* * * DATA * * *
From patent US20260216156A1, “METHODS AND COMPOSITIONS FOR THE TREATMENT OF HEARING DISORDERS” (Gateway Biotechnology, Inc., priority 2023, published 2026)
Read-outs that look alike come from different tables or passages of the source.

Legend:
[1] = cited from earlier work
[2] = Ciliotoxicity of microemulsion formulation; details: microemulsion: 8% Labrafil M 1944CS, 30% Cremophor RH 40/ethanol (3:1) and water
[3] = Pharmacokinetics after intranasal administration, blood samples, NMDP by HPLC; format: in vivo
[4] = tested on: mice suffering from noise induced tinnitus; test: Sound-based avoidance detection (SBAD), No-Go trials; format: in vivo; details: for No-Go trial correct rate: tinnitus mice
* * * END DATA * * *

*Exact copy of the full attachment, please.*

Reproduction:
From patent US20260216156A1, “METHODS AND COMPOSITIONS FOR THE TREATMENT OF HEARING DISORDERS” (Gateway Biotechnology, Inc., priority 2023, published 2026)
Read-outs that look alike come from different tables or passages of the source.

Legend:
[1] = cited from earlier work
[2] = Ciliotoxicity of microemulsion formulation; details: microemulsion: 8% Labrafil M 1944CS, 30% Cremophor RH 40/ethanol (3:1) and water
[3] = Pharmacokinetics after intranasal administration, blood samples, NMDP by HPLC; format: in vivo
[4] = tested on: mice suffering from noise induced tinnitus; test: Sound-based avoidance detection (SBAD), No-Go trials; format: in vivo; details: for No-Go trial correct rate: tinnitus mice